We have been buying wonderful artisan breads from Tozzetti for many years and when they moved to new premises on Vanguard St I expected to find a larger version of the old bakery and shop on Halifax St, just a bakery with a shop selling their wares, but how wrong was I!
Tozzetti Cafe & Bakery is now a large, bustling café so, as well as buying their wonderful breads, you can sit down and enjoy everything a café has to offer; from a cooked breakfast to cabinet food, fresh lunchtime meals, pizza and of course their bread products, you will find it all at the hugely expanded shop in lower Vanguard St beside Mag and Turbo.
Tozzetti owner and chef Ben Carpenter and I sat down for a chat over a coffee last week to talk about what makes Tozzetti special and how his previous experience as a chef and business owner is reflected in the café food he serves.
Carpenter bought Tozzetti from one of the original owners in about 2011 and has quietly gone about refining and expanding the business “after six months I realised the business had limited potential in its current site so started looking for somewhere to move to.
“This site appealed for many reasons but essentially it was big enough for both the bakery and a café” he told me.
So how did a chef from Christchurch end up buying a bakery in Nelson? “I wanted to do something other than just a café, I have owned and worked in a number of those and at Tozzetti the bakery is the difference.”
Carpenter’s food journey started when he left school and did a butchery apprenticeship that lead to him becoming a hotel butcher, initially at Noah’s in Christchurch where he also learned other parts of the hotel trade.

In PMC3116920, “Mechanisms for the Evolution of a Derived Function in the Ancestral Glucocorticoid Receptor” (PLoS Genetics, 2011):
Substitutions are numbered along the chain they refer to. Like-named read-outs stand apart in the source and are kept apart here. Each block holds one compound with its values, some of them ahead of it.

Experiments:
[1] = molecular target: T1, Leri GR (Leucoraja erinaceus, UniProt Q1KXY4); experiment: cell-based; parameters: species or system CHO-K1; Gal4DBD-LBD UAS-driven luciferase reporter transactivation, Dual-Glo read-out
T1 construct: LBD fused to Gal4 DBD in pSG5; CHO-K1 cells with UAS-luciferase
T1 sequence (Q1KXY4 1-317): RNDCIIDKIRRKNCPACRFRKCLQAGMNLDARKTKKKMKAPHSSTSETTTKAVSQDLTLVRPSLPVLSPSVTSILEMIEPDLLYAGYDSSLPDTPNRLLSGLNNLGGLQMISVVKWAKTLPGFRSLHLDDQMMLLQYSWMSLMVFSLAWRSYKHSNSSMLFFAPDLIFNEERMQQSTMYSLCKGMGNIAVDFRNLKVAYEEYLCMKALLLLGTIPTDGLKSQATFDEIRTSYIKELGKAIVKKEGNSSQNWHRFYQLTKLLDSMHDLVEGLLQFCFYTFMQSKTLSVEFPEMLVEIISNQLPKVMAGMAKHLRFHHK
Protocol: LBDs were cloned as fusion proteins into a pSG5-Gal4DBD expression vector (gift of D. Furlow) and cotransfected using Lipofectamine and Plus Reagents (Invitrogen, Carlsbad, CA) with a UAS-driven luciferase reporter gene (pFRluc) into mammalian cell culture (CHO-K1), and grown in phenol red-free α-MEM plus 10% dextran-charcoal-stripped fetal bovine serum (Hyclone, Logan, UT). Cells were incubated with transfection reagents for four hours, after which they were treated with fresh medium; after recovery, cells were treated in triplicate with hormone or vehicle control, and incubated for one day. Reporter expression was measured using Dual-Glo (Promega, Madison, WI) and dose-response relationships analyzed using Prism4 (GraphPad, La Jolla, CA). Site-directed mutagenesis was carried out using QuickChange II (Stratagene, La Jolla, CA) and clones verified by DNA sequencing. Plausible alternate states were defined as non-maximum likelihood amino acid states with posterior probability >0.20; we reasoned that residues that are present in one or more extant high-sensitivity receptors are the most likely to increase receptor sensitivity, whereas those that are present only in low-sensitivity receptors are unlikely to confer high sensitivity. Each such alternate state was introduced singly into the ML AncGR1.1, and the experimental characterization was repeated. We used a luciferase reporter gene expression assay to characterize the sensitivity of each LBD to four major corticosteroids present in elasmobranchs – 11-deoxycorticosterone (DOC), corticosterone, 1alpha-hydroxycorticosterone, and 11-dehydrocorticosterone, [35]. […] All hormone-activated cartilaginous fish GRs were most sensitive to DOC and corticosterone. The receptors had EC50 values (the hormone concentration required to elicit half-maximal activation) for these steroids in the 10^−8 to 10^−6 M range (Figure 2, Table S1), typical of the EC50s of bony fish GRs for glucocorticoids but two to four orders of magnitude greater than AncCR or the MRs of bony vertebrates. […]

After Noah’s he went to the then new Park Royal Hotel as a chef in both the Café and the formal restaurant Canterbury Tails, this is where he started his formal chef’s training.
Once qualified he went to Melbourne for three years where he honed his chef and hospitality skills before returning to Christchurch and opening his own restaurant, Aikmans in Merivale, a café/bar he owned for about nine years. During this time it was named Canterbury Café of the Year two years in a row by Michael Guy.
Near the end of the nine years his wife had twins and a lot of cafes had opened close to him so he decided to move on, he went to England and cooked there for three years, working with chefs like Jaime Oliver, Prue Leith and for the Gordon Ramsey Group where he was a chef at the Conrad Hotel in Chelsea.
As we talked about some of these people and places his face broke into a smile when he talked about his time working with Leith; she developed a similar concept to Oliver’s ‘15’ using unemployed young people, “we took them off the street and trained them in all aspects of the industry, there was a new intake every three months – all straight off the street.
“It was a really interesting part of my life, people you wouldn’t trust with your life but teaching them to use a knife, they would get frustrated and say they were going to kill one day and thank you the next day for helping turn their lives around, it was very challenging but incredibly rewarding”.
After his three years in England he returned to New Zealand and settled in Kaikoura where he was the chef at Hapuka Lodge just north of Kaikoura, “I went fishing for crays at 4am in the morning, was back on land at about 11am then in the kitchen at Hapuka for lunch.”
After that he set up the new Pegasus Golf Club restaurant and café before the 2011 earthquakes made him rethink what he was doing, he decided he had had enough of Christchurch and wanted to be his own boss again.